14 April 2017

Homily - 14 April 2017 - Good Friday of the Lord's Passion

Good Friday of the Lord’s Passion

Dear brothers and sisters, 

As we gather today to contemplate the mystery of the Lord’s Cross and the immensity of his love displayed upon it, several questions might rightly arise within our hearts, namely:

How do I wear the cross? As a souvenir? When I make the sign of the cross am I aware of what I’m doing? Or is the Cross only as a symbol of belonging to a religious group? An ornament, like a jewel with gold and many precious stones...? Have I learned to carry it on my shoulders, where it hurts?”[1]

Similar questions should have sounded within us as we learned of the deaths of the Coptic Christians in Egypt this past Palm Sunday.

The Islamic State targeted and killed these Christian men, women, and children – forty-four in total – because they were, as they called them, “followers of the Cross.” It was not the first time the Islamic State attacked Christians in Egypt and it will not likely be the last. The Christians in Egypt have always consciously lived beneath the shadow of the Cross because they have remained ever close to it. If our persecuted brethren saw us today, would they say that we, too, live beneath the shadow of the Cross, not because of a persecution, but because of an interior disposition of our hearts, because of an intimate friendship with Jesus?

These martyrs, who did not carry their palms to their earthly homes but carried them instead to the Father’s house, knew an attack might occur, yet still they went to honor their friend and King. They knew Jesus gave his life for them and so the risk of being required to give their lives for him was not too great for them. Is it too great for us? They were proud to be known as followers of the Cross; do we glory in this title?

Even as they lay dead and dying within their blown up churches, many in these United States of America, even here in Springfield, repeatedly checked their watches because the reading of the Passion of Our Lord was too long for them. Some did the same even today. Where is our priority? Is it in the feeding of our stomachs, or is it in loving the Lord Jesus and in being united with him in all things?
The Baqofah Cross
Photo: Father Benedict Kiely
The soldiers of the Islamic State hate the Cross because they see it as a sign of weakness, because they have closed themselves to the love of Christ Jesus. They destroy the Cross wherever they find it, but sometimes one escapes their hatred, such as the Baqofah Cross.[2] It was found intact in the rubble of the destruction of the Iraqi town of Baqofah, with neither the wood of the crossbeams nor the body of the image of Jesus broken. An intact cross or crucifix is a rare sight in the cities occupied by those who, in the hardness of their hearts, fail to see that love “is so powerful that it alone closes the gates of hell, it alone opens the heavens, it alone gives hope for salvation, it alone makes one a friend of God.”[3]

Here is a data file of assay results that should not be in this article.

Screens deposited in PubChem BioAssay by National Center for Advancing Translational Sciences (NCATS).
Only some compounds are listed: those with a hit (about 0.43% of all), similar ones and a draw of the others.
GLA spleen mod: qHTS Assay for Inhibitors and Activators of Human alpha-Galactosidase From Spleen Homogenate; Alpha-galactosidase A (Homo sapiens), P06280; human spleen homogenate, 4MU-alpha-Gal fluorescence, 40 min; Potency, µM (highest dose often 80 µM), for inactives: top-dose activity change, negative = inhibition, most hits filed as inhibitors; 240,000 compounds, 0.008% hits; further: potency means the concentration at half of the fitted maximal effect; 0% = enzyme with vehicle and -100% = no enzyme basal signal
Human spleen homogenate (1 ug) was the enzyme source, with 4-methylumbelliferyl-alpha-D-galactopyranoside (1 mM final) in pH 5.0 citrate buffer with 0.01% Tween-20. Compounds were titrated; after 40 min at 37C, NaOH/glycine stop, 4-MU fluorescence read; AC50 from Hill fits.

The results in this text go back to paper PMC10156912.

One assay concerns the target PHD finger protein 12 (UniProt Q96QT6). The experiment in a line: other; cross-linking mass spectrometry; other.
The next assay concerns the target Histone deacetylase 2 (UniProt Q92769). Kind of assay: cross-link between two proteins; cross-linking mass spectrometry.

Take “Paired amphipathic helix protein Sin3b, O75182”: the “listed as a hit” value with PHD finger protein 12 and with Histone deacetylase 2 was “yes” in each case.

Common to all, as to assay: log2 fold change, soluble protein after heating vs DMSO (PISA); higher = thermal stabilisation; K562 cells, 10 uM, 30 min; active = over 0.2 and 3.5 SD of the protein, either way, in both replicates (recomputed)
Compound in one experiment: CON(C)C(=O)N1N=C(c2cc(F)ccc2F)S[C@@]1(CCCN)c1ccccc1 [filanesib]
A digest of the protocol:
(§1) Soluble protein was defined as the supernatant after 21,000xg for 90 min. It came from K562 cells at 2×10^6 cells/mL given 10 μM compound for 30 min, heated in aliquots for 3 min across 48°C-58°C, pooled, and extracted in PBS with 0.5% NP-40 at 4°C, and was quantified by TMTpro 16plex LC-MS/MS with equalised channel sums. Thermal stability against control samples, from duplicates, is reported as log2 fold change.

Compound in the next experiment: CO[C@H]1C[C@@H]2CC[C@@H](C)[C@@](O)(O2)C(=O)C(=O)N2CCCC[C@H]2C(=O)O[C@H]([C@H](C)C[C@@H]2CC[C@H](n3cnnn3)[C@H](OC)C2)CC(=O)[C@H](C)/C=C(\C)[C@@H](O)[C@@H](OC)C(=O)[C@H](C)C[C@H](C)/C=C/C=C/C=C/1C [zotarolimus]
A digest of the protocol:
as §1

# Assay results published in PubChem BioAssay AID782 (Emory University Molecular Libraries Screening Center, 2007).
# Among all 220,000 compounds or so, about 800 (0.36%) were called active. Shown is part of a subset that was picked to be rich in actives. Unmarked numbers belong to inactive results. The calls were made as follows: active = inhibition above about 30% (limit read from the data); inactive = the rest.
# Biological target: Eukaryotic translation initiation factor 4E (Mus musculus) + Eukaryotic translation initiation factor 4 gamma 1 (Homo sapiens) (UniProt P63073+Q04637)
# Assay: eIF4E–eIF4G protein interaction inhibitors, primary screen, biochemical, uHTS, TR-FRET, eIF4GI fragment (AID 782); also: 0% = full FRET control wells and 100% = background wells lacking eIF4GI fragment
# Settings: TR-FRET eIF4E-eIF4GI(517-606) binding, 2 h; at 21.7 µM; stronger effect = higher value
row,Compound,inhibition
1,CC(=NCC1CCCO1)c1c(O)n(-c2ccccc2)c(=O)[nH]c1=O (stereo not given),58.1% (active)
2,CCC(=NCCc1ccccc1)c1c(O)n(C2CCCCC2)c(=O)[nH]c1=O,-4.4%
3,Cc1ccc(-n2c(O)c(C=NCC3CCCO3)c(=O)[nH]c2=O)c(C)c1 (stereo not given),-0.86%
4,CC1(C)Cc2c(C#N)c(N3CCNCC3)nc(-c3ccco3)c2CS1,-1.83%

The Baqofah Cross will long stand as a sign of hope to the Christians in Iraq because it arose for them in the midst of darkness, despair, and death, as the Cross of Christ always does. Lifted high, the Cross always shines as a beacon of hope and a reminder of the strength of God’s love. From the Baqofah Cross, our persecuted brothers and sisters will hear God call out to them, saying, “Turn, O soul, Christ on the Cross with head bowed waits to kiss you, his arms are extended to embrace you, his hands open with gifts for you, his body extended to cover you, his feet affixed to stay with you, his side open to let you enter.”[4] This is why they stay beneath the shadow of the Cross and are proud to be known as followers of the Cross.

What do we see when we look upon the Cross? Do we see something ugly and uncouth, an instrument of death in need of decoration and, if you will, prettying up as a fashion statement, or do we see the sign of our salvation, something beautiful in itself? Today, let us bend our knees before the Cross and kiss it with loving devotion. Let us lift our hearts in prayer and say to the Crucified Lord: “I seek you, in you I hope; I desire you, in you I rise up; I embrace you, I exult in you, and finally I cling to you.”[5] Let us stay beneath the shadow of the Cross and glory only in being called its followers. Amen.

[1] Pope Francis, Homily, 4 April 2017. In Domenico Agasso, Jr., “‘The Cross is not a badge; it must be carried on the shoulders, where it hurts,’Vatican Insider, 4 April 2017.

[2] Cf. Benedict Kiely, “The Cross ISIS couldn’t destroy,” Catholic Herald, 13 April 2017.

[3] Saint Bonaventure, On the Perfection of Life, 7.1. In F. Edward Coughlin, ed., Works of Saint Bonaventure, Volume X: Writings on the Spiritual Life (Saint Bonaventure, New York: Franciscan Institute Publications, 2006), 186.

[4] Ibid., Soliloquium, I.39. In ibid., 261.

[5] Ibid., The Threefold Way: On Enkindling Love, 3.8. In Ibid., 126.

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